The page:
* As Ang’s car was of a later model, Soledad paid him an
additional 55,000
* Ang, a buyer and seller of used vehicles, later offered
the Mitsubishi GSR for sale through Far Eastern Motors, a
second hand auto display center. The car was even sold
to a certain Paul Bugash for 225k.
* Before the Deed could be registered in Bugash’s name,
however, the vehicle was seized by virtue of a writ of
replevin on account of the alleged failure of Ronaldo
Panes, the owner of the car prior to Soledad, to pay the
mortgage debt constituted thereon.
* To secure the release of the vehicle, Ang paid BA
Finance the amount of 62,038.47. Soledad refused to
reimburse the said amount, despite repeated demands,
drawing Ang to charge him for estafa with abuse of
confidence.
43
ISSUE: W/N THE COMPLAINT HAD PRESCRIBED HINGES ON
A DETERMINATION OF WHAT KIND OF WARRANTY IS
PROVIDED IN THE DEED OF ABSOLUTE SALE
RULING: YES
A warranty is a statement or representation made by
the seller of goods, contemporaneously and as part of
the contract of sale, having reference to the character,
quality or title of the goods, and by which he promises
or undertakes to insure that certain facts are or shall be
as he then represents them.
Warranties by the seller may be express or implied.
In declaring that Soledad owned and had clean title to
the vehicle at the time of the deed of absolute sale was
forged, he gave an implied warranty of title. In pledging
that he “will defend the same from all claims or any
claim whatsoever and will save the vendee from any suit
by the government of the Republic of the Phils, Soledad
gave a warranty against eviction.
Given Ang’s business of buying and selling used
vehicles, he could not have merely relied on Soledad’s
affirmation that the car was free from liens and
encumbrances. He was expected to have thoroughly
verified the car’s registration and related documents.
Since what Soledad, as seller, gave was an implied
warranty, the prescriptive period to file a breach
thereof is 6 months after the delivery of the vehicle,
following Art. 1571. But even if the date of filing of the
damages. Various expert witnesses were presented
during the trial.
ISSUE: W/N Nutrimix should be held liable for the death
of the livestock
HELD: NO. In alleging that there was a violation of
warranty against hidden defects, the spouses assumed
the burden of proof. However, this they failed to
overcome. Under the law, the defect must exist at the
time the sale was made and at the time the product left
the hands of the seller, which the spouses failed to
prove. The feeds were belatedly tested—3 months after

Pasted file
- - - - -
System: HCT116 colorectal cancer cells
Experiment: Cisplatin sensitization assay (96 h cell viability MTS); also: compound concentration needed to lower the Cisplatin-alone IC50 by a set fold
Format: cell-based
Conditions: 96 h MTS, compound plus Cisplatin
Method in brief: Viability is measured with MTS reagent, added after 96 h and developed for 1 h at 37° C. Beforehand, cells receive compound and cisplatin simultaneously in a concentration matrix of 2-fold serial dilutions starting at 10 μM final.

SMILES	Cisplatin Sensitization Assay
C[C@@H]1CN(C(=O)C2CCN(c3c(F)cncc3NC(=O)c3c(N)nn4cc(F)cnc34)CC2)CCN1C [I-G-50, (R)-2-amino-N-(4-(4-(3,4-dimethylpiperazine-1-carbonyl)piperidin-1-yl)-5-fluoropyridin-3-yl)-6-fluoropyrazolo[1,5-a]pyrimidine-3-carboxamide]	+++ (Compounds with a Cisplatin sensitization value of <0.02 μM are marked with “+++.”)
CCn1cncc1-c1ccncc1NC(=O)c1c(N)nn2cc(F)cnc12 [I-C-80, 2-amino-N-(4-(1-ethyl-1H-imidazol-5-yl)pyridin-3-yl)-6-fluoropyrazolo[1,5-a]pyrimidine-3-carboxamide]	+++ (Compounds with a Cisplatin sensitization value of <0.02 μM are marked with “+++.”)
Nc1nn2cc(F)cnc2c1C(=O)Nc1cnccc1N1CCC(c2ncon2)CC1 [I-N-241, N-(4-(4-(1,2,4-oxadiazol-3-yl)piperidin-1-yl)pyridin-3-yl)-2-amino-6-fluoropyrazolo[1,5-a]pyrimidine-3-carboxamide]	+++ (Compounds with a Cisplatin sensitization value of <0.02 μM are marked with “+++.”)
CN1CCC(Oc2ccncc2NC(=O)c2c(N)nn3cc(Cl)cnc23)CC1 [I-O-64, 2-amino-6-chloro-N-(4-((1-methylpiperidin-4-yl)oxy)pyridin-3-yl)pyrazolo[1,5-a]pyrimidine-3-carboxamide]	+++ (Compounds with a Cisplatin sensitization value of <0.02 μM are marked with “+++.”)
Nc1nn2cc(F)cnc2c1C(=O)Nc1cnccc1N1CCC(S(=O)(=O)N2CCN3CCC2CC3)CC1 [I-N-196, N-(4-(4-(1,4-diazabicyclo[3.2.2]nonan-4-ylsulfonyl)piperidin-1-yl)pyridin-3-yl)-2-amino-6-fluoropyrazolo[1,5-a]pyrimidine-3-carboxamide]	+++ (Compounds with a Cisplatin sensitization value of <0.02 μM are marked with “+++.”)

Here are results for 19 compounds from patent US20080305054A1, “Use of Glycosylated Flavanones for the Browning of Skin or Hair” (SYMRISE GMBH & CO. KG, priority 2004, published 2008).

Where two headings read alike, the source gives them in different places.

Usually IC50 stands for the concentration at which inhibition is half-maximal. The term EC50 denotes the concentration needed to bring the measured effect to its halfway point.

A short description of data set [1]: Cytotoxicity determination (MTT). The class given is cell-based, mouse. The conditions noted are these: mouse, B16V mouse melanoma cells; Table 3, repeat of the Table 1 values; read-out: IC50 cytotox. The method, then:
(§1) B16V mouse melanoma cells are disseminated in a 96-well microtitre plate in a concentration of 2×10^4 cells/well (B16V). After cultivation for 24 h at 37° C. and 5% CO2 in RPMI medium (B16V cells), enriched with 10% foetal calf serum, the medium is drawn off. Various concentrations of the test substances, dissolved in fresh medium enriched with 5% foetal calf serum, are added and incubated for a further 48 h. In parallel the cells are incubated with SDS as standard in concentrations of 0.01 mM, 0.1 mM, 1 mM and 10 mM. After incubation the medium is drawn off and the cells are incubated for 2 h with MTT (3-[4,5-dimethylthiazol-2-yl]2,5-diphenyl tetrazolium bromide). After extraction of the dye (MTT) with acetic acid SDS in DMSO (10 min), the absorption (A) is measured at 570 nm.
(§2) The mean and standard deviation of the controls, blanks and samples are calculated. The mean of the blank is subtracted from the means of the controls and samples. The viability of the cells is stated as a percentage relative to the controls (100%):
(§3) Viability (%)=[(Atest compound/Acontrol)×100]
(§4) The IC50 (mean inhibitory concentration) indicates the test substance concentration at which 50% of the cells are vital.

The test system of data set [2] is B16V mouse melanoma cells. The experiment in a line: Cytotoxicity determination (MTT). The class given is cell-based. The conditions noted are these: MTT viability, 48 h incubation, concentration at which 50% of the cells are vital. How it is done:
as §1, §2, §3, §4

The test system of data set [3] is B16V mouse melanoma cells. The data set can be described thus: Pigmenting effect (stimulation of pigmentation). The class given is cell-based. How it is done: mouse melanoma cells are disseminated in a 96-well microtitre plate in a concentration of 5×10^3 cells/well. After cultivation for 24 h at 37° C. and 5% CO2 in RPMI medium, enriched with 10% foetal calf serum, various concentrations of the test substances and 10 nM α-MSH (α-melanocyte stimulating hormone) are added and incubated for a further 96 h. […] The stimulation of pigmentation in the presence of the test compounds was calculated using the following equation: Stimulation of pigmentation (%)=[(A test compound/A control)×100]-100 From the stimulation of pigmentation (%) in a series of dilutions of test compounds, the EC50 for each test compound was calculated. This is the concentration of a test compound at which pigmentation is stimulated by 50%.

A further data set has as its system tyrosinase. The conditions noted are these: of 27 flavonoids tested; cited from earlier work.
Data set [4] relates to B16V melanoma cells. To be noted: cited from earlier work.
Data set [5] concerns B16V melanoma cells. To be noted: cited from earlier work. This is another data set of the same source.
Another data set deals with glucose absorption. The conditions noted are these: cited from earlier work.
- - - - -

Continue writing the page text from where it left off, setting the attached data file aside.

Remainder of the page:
the death of the broilers and hogs. This means that at
action is reckoned from the date, Ang instituted his first
complaint for damages and not when filed the complaint
subject of this case, the action just the same had
prescribed, it having been filed 16 months after the
date of delivery of the vehicle.
On the basis of breach of warranty against eviction,
essential requisites thereof were not met. For one,
there is no judgment, which deprived Ang of the
vehicle. For another, there was no suit for eviction
which Soledad as seller was impleaded as co-defendant
at the instance of the vendee.
Even under the principle of solutio indebiti, Ang
cannot recover from Soledad the amount he paid BA
Finance. For, Ang settled the mortgage debt on his own
volition under the supposition that he would resell the
car. It turned out that he did pay BA Finance in order to
avoid returning the payment made by the ultimate
buyer Bugash.
6.
NUTRIMIX FEEDS CORP v CA
FACTS: Evangelista spouses purchased feeds from
Nutrimix. They refused to pay their unsettled debt
claiming that thousands of their livestock were poisoned
by the Nutrimix feeds. Nutrimix sued them for collection
of money. The spouses countered with a suit for
that time, they may have already been contaminated.
They failed to prove that the feeds delivered to be
tested were the same feeds that allegedly poisoned the
animals. It is also common practice for them to mix
different kinds of feeds. The mere death of the animals
does not raise a prima facie case of breach of warranty.
In this case, the evidence presented by the spouses are
only circumstantial.
The remedies of breach of warranty against hidden
defects are either withdrawal from the contract or to
demand a proportionate reduction of the price plus
damages in either case. In this case, though the spouses
failed to make out their case, hence they should be
liable for their debt.
EXTINGUISHMENT OF SALE
1.
ROBERTS v PAPIO
FACTS:
* The Spouses Papio were the owners of a 274 sqm
residential lot located in Makati. In order to secure a
59k loan from the Amparo Investments Corp, they
executed a real estate mortgage on the property. Upon
Papio’s failure to pay the loan, the corporation filed a
petition for the extrajudicial foreclosure of the
mortgage.
* Since the couple needed money to redeem the
property and to prevent the foreclosure of the real
estate mortgage, they executed a Deed of Absolute Sale
over the property in favor of Martin Papio’s cousin,
Amelia Roberts.
* Of the 95k purchase price, 59k was paid to the Amparo
Investments Corp, while the 26k difference was retained
by the spouses. As soon as the spouses had settled their
ANTONIO | HIPOLITO | IMPERIAL | ZARAGOSA
obligation, the corporation returned the owner’s
duplicate TCT which was then delivered to Amelia
Roberts.
* The parties (A. Roberts as lessor and Martin Papio as
lessee) executed a 2-year contract of lease. The